The Dragon’s Gift: The Real Story of China in Africa
by Deborah Brautigam
—Reviewed by Angilee Shah
If the headlines are any indication, it’s time for a proper China scare. A sampling from recent news stories on China’s involvement in Africa include: “China throws birthday bash for Zimbabwe’s Mugabe” (Reuters), “Namibia Bans Chinese Investment in Beauty Salon” (Bloomberg), and “China Unicom Denies African Expansion” (Forbes).
But Deborah Brautigam’s exhaustive account of Chinese aid and investment in the continent is by no means part of this trend. China is neither wholeheartedly supporting corrupt dictators, nor filled with ambitions of empire. The Dragon’s Gift, by her account, is no Trojan horse. Subtitled The Real Story of China in Africa, the book is the culmination of some 30 years of research and experience in both places.
At one point, Brautigam warns her readers, “The level of detail on the history of the [Chinese aid] system and its component parts may be more than you want to know, particularly over the next few pages.” Though she is referring to one chapter, this lesson is true for the entire work. As Brautigam moves us beyond assumptions of exploitation and control of natural resources, a more complex story emerges.
The truth is that China is itself a developing country that has successfully reduced its poverty from 53 to 8 percent over twenty years, while Africa’s poverty persists despite 60 years of aggressive foreign aid. Deng Xiaoping, the Communist Party leader who is credited with opening up China’s economy, once declared, “To get rich is glorious!”
Chinese policymakers believe in this not just for themselves, but for Africa. Foreign aid to the continent has been part of China’s strategy since the end of World War II, as they sought allies who would recognize Beijing over Taipei. But Chinese aid to Africa is different that the West’s. China insisted on “infrastructure, production, and university scholarships at a time when the traditional donors downplayed all of these.” By 2000, China was pursuing joint ventures with African companies and new business that has been mutually beneficial. China is certainly buying up land and offending labor unions and environmental activists, Brautigam acknowledges, but it is also transferring knowledge and, in many cases, reviving otherwise stunted manufacturing sectors.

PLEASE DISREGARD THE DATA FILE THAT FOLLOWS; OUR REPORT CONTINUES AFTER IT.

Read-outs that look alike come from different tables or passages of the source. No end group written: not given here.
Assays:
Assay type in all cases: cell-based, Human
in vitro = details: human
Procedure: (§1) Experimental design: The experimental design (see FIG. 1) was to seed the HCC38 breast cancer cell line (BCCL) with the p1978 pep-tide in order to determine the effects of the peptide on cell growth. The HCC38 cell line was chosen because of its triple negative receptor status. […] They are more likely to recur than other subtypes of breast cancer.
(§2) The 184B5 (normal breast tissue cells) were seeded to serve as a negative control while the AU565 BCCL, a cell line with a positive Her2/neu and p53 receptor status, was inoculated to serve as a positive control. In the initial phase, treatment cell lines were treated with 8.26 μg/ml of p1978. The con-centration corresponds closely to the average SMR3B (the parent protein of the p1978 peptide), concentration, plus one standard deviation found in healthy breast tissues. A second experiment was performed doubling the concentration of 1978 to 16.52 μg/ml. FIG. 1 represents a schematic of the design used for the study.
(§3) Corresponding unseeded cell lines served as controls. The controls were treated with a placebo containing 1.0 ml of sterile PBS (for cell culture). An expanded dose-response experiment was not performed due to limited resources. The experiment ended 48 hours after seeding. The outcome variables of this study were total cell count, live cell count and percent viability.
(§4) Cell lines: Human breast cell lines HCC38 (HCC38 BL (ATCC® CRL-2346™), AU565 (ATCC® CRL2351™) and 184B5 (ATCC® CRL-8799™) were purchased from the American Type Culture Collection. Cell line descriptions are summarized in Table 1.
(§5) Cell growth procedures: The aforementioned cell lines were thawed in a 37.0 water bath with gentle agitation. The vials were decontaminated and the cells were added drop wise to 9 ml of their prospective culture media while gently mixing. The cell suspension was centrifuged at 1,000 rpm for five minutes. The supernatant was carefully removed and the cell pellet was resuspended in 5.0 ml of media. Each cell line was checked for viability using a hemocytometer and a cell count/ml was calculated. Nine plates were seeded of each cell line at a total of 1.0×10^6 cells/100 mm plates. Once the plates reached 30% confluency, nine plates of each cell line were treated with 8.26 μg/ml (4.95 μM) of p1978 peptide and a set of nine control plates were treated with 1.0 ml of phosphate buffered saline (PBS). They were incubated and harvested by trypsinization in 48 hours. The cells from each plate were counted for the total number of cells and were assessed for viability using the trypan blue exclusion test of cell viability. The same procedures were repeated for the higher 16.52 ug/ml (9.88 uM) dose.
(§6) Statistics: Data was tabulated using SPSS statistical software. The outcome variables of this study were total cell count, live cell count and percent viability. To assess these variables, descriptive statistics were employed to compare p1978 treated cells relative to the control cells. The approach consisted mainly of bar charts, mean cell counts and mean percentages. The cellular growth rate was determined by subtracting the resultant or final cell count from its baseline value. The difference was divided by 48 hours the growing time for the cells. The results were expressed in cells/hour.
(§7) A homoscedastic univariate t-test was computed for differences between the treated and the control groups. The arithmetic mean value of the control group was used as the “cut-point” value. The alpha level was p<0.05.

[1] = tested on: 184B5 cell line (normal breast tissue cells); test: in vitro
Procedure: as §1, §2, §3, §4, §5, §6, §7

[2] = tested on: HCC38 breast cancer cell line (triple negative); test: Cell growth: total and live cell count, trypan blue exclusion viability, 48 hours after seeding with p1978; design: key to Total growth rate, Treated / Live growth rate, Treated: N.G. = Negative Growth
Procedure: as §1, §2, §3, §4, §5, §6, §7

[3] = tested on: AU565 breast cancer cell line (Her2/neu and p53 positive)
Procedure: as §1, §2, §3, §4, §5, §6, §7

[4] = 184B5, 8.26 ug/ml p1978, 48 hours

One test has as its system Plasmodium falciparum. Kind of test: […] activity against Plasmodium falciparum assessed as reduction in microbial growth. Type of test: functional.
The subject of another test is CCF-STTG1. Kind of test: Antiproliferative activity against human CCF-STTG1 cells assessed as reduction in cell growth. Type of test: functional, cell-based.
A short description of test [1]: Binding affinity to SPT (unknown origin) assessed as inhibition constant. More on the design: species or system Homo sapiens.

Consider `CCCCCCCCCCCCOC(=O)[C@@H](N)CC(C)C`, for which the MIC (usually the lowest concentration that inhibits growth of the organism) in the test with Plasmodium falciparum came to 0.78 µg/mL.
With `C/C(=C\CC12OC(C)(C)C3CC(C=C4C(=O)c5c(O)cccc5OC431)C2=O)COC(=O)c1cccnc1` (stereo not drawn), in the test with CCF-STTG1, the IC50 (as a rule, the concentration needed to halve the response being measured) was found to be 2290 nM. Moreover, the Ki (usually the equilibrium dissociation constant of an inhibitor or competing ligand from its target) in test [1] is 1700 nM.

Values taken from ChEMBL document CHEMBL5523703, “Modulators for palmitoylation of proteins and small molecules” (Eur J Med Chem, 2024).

Part of the anxiety over China’s presence in Africa comes from the challenge they pose to traditional ideas about aid. The Chinese operate with low costs compared to Western aid projects that pay high salaries to foreign experts and put them up in fancy hotels. A 2008 Oxfam study, for example, estimated that donors to Mozambique hire 3,500 “technical experts” at a cost of $350 million per year, an amount that could provide 400,000 local salaries. While Chinese projects do import labor and management, workers live in simple housing and are paid modest salaries, minimizing overhead and allowing the Chinese to greatly underbid Western donors. The Chinese also avoid imposing restrictions on their zero-interest loans for infrastructure, preferring to give African governments agency and complete buy-in. They do not demand economic or democratic reform, and they invest and emphasize profitability in sectors that have been all but abandoned by traditional donors – the messy business of industrialization is not on the agenda of the Millennium Development Goals.
Still, China’s relationship with Africa is shifting as China becomes more concerned about its reputation abroad. In 2007, a Chinese envoy convinced the President of Sudan to allow a peacekeeping force into Darfur, and China is paying more attention to the environmental impact of their projects. Still, if Brautigam’s study is correct, contrary to popular belief, China’s brand of engagement could be just what sub-Saharan Africa needs.
Excerpt: “In the waves of misinformation and hasty conclusions, it became very clear that no one was answering the central questions: what are the Chinese doing in their new wave of aid and economic cooperation across Africa? What will this mean for the West and our own approach to development and aid? This book takes on that challenge.”
Angilee Shah is a freelance journalist who writes about globalization and politics. You can read more of her work at www.angileeshah.com.
*Photo courtesy BW Jones.